I am well aware of all that can be said to explain this change. Some will cite the fact that the Temple in Jerusalem was destroyed before the Revelation of John was written, an event interpreted by the first generations of Christians as the fulfillment of Jesus' prophecy concerning the Temple. Others will argue the thought that men must no longer worship in a temple, but everywhere, in spirit and in truth, which is precisely the spirit of Revelation. Still others will refer to the Christian conception of the desacralization of the temple by Christ in his incarnation, death, and resurrection. And finally, some will point to the extraordinary relocation of God's glory, no longer dwelling in the Temple, but in the body of the crucified one. All these explanations are, however, insufficient.
For there is no contradiction between these two visions. They are coherent. What is important is the statement of God's total and exclusive presence
- first his presence in the Temple, and then, when the messianic conception had developed, in the entire city. Jerusalem, accessory to the Temple in Ezekiel's vision and according to his milieu, became altogether a temple, for God is all in all. This is only an expansion of eschatological thought, and it is very significant that the heavenly Jerusalem is in fact rooted and founded in the eschatological vision of the Temple, and not in the earthly Jerusalem. The evolution de- scribed by historians is perhaps psychologically true, but not spiritually. John on Patmos also saw a Temple, but so great that it had become the new city. The very meaning of Jerusalem, as we have seer (is to be the counterweight of Babylon. And she can fulfill this role only if she is herself the Temple of God. The Temple was a shadow of things to come, an earnest of God's presence in the city; and when the city becomes God's, when the things to come have arrived, the earnest and the shadow vanish into presence and fulfillment. And what Ezekiel says concerning the city where the Temple is found should be considered the seed, as we shall see, of what John saw -'the un- foreseeable progress of God's solemn march, transcending even in its descriptions the imagination of the inspired writers. What a striking distance between the disappointing apocalypse of Enoch and the fantastic concatenation through the centuries of others writing in the same Spirit!

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But when the time comes to speak of this new city, we are struck with fear. For we must not try to penetrate God's secrets. We must not try to uncover what is hidden from us. When we think of the texts given us concerning these things, we are tempted to go beyond what they say and to try to lay hands on the mystery God has kept for himself. We may also be tempted to give ourselves over to intellectual speculations, to a kind of gnosis, which could be very attractive as a diversion, but would add nothing to our faith and life in Christ. The texts which speak of Yahweh-shammah are extremely moderate compared to the apocalyptic luxuriance of the other Jewish books. They give us neither an explanation nor a strictly real description of what is to come to pass. The rigor of John's thought on Babylon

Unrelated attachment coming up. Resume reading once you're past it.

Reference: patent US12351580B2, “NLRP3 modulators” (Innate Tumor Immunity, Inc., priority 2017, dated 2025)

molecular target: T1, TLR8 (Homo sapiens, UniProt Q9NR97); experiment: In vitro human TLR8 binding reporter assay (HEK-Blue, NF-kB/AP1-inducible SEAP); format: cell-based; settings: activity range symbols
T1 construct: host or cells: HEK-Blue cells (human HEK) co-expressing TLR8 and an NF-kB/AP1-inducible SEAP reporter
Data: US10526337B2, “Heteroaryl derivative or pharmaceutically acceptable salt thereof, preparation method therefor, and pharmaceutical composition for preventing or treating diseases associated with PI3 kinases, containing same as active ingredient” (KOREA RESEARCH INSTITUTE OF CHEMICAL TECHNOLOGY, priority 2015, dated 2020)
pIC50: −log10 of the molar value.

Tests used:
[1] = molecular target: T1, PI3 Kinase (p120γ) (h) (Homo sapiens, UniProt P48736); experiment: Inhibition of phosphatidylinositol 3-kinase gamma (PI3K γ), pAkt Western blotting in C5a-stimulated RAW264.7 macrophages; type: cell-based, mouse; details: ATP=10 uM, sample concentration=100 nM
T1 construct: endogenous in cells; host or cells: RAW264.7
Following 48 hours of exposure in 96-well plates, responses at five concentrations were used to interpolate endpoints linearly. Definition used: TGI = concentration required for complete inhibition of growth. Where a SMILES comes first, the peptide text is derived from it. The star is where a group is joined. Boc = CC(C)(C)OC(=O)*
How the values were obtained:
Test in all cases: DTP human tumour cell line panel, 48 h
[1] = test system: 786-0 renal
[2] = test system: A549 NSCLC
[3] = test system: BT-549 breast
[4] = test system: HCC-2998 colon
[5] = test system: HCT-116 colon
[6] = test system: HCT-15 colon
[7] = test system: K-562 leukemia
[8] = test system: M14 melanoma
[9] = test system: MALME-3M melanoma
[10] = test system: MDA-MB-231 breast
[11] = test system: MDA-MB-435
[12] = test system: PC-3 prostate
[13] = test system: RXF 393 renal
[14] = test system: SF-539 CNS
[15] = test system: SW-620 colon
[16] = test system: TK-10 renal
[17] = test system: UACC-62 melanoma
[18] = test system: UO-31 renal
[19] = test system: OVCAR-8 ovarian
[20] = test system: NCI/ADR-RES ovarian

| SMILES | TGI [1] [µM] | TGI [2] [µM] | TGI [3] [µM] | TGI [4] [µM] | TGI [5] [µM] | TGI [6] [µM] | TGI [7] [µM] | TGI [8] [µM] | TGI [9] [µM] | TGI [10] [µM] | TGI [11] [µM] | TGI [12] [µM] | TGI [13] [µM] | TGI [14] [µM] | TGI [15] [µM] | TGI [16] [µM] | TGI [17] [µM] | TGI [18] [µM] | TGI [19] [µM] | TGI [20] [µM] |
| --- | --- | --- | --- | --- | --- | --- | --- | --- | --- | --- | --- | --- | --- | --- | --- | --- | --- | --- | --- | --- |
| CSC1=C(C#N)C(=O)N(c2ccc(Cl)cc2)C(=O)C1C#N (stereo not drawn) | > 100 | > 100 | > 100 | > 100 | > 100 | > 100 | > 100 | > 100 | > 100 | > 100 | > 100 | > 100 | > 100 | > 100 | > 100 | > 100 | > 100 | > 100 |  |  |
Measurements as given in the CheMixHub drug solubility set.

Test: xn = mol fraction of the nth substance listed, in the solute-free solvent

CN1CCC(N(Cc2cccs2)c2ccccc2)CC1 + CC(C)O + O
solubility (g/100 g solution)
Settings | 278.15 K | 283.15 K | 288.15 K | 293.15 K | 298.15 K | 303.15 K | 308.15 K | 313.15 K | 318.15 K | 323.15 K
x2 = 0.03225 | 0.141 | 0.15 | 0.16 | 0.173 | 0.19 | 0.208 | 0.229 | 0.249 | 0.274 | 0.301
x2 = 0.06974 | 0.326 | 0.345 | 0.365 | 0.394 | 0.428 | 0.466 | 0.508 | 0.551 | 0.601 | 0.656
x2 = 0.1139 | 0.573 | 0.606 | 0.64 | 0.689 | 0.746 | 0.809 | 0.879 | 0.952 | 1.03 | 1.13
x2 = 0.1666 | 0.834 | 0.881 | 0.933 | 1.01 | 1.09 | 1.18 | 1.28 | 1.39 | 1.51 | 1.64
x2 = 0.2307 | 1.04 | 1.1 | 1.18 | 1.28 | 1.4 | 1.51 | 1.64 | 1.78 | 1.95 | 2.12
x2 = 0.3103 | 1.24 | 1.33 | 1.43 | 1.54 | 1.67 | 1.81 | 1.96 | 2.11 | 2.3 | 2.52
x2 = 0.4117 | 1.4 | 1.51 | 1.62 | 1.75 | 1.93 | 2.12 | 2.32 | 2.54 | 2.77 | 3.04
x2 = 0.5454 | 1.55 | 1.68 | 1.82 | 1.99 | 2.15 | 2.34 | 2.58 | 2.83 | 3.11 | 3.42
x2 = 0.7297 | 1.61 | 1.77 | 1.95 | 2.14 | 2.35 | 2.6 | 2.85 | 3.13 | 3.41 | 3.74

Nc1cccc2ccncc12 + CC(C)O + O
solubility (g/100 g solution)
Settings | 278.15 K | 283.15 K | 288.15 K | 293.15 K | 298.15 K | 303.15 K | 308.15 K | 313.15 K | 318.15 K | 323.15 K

is in sharp contrast to the vagueness of his description of Jerusalem, which is clearly unrealizable in concrete form. These texts avoid revealing to us God's secrets, and are very discreet concerning last events and their conclusion. What we must keep in mind first of all is that the city is presented to us as a vision, something situated beyond the reach of our intelligence. It is not something amenable to the laws of our reason. It is presented by God, seen from the outside, perceived for only the wink of an eye. The work of our minds can neither classify it nor dis- sect it. And we must not go much beyond this vision. It must not be made into an element of an intellectual system. All we can do is to stay as close as possible to the figure given and from there to say what it is and what it represented for a man of Ezekiel's time or John's.

On the other hand, we must not lose sight of the fact that the language of the prophets used material things to describe spiritual truths, and that the description furnished us obviously does not correspond to a description which would be materially exact. When we are told that the wall of the city is made of fine gold, this is obviously not meant to be taken literally. We must see here only images, at best symbols, which means that this city whose existence is real possesses its reality in a complex situation, neither material nor abstractly spiritual (as we usually understand something spiritual). It is the spot where truth covers over and takes in reality, where all ambiguity ceases, and which is therefore incomprehensible to us. The same problem arises for the city as for our resurrected bodies, a question which we absolutely must not open, for that is God's secret.

Finally, we must accept one last limitation, imposed on us by the goal of the Book of Revelation itself. It is food for the present faith of the church and of Christians, and was written as a response to certain problems of life (and not to foster speculation). In the midst of the difficulties and anguish of the present time, the hope furnished by God's revelation is first that our life, at this moment, is hidden with Christ in God. Then, that history has a meaning and a purpose, that it is going toward the end shown to us in the revelation of the heavenly Jerusalem. This city, then, is nothing less than the object of our hope. She strengthens us by the certainty that the events of history cannot change its destination, and that everything is to be oriented in terms of that unique goal. But we must not make this Jerusalem into something other than her revealed nature. She must not be- come the object of some mystical system or intellectual knowledge; neither must she become a means for escaping the present life that Jesus Christ asks us to live.